Consumer Reports: Tesla’s New Automatic Lane-Changing Is Much Worse Than a Human Driver

“Tesla’s updated Navigate on Autopilot software now lets some drivers choose whether the car can automatically change lanes without his or her input,” writes Consumer Reports — before complaining that the feature “doesn’t work very well and could create safety risks for drivers.”

An anonymous reader quotes their report:
In practice, we found that the new Navigate on Autopilot lane-changing feature lagged far behind a human driver’s skills. The feature cut off cars without leaving enough space, and even passed other cars in ways that violate state laws, according to several law enforcement representatives CR interviewed for this report. As a result, the driver often had to prevent the system from making poor decisions. “The system’s role should be to help the driver, but the way this technology is deployed, it’s the other way around,” says Jake Fisher, Consumer Reports’ senior director of auto testing. “It’s incredibly nearsighted. It doesn’t appear to react to brake lights or turn signals, it can’t anticipate what other drivers will do, and as a result, you constantly have to be one step ahead of it….”
Multiple testers reported that the Tesla often changed lanes in ways that a safe human driver wouldn’t — cutting too closely in front of other cars, and passing on the right. An area of particular concern is Tesla’s claim that the vehicle’s three rearward-facing cameras can detect fast-approaching objects from the rear better than the average driver can. Our testers found the opposite to be true in practice. “The system has trouble responding to vehicles that approach quickly from behind,” Fisher says. “Because of this, the system will often cut off a vehicle that is going at a much faster speed, since it doesn’t seem to sense the oncoming car until it’s relatively close.”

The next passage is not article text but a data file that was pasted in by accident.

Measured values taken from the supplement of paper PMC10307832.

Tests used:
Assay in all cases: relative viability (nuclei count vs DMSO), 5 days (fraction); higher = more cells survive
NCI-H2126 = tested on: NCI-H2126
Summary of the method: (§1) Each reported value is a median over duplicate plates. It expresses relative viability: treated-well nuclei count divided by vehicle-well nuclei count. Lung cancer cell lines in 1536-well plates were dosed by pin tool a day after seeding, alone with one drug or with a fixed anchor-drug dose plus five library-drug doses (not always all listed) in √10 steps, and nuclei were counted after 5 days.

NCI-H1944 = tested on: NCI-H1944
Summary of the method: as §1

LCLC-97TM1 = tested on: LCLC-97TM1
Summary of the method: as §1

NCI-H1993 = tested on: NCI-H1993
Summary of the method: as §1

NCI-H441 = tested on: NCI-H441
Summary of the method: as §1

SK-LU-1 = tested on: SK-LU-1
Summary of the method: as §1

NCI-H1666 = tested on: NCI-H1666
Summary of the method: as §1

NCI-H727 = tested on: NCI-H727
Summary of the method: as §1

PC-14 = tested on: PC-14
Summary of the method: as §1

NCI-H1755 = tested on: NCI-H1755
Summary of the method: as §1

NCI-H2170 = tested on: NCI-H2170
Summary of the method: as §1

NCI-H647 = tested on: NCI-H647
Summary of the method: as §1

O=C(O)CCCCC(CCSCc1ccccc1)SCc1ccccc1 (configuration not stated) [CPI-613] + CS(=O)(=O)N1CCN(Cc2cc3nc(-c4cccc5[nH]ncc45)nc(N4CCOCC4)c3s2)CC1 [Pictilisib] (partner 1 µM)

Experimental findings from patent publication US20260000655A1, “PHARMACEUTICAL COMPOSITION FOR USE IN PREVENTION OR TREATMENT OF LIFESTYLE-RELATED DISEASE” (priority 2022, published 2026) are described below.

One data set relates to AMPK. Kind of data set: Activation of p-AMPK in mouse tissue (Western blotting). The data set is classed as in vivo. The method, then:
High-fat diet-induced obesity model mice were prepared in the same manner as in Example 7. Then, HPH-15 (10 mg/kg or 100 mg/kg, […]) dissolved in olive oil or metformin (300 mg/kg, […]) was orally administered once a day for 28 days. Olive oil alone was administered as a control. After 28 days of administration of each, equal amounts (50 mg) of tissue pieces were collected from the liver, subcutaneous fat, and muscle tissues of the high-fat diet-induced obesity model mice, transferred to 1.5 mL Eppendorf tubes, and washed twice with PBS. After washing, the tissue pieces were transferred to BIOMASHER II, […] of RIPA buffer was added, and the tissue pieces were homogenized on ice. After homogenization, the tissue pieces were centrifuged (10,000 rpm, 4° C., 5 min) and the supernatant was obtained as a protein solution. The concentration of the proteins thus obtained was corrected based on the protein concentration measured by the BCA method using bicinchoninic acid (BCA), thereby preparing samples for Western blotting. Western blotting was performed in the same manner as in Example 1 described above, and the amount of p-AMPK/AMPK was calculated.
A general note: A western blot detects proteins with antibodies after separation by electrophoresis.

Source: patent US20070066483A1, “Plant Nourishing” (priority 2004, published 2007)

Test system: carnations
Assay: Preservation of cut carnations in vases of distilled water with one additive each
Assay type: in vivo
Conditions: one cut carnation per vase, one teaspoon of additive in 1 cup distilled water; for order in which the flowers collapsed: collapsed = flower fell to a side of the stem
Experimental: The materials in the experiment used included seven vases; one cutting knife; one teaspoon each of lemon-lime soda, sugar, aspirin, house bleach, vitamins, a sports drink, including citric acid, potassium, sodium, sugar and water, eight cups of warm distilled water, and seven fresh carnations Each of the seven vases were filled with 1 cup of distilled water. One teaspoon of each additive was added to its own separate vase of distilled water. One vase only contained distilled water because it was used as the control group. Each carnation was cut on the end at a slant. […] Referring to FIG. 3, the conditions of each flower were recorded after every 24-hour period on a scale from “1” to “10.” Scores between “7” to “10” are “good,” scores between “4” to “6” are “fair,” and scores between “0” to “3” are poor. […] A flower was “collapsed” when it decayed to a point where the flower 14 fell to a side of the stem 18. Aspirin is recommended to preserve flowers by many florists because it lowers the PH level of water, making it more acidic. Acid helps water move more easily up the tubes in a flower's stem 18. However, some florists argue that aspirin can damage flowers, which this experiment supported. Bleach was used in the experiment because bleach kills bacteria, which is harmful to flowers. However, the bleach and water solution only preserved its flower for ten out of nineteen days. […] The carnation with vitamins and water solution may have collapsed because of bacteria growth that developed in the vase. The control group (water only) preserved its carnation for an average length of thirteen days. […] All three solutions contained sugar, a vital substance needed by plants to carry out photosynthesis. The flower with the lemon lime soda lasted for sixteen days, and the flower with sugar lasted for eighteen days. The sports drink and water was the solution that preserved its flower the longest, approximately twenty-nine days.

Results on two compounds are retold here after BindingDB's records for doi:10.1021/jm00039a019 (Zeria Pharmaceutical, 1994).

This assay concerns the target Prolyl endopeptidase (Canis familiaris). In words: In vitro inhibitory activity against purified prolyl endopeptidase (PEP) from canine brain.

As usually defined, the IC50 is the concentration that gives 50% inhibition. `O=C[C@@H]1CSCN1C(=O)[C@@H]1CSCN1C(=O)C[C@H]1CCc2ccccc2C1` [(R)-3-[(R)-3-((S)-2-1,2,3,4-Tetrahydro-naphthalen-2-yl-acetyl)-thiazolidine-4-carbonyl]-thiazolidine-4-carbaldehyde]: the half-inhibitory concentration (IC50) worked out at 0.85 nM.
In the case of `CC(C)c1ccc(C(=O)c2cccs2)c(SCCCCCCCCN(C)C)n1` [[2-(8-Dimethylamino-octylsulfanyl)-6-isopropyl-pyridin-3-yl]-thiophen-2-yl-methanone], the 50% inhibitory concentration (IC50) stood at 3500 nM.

Fisher says merging into traffic is another problem. “It is reluctant to merge in heavy traffic, but when it does, it often immediately applies the brakes to create space behind the follow car,” he says, “and this can be a rude surprise to the vehicle you cut off… This isn’t a convenience at all. Monitoring the system is much harder than just changing lanes yourself.”

In the article David Friedman, vice president of advocacy at Consumer Reports, complains that Tesla “is showing what not to do on the path toward self-driving cars: release increasingly automated driving systems that aren’t vetted properly.”

Read more of this story at Slashdot.

May 26, 2019 at 12:34AM http://bit.ly/2Mjrh1E

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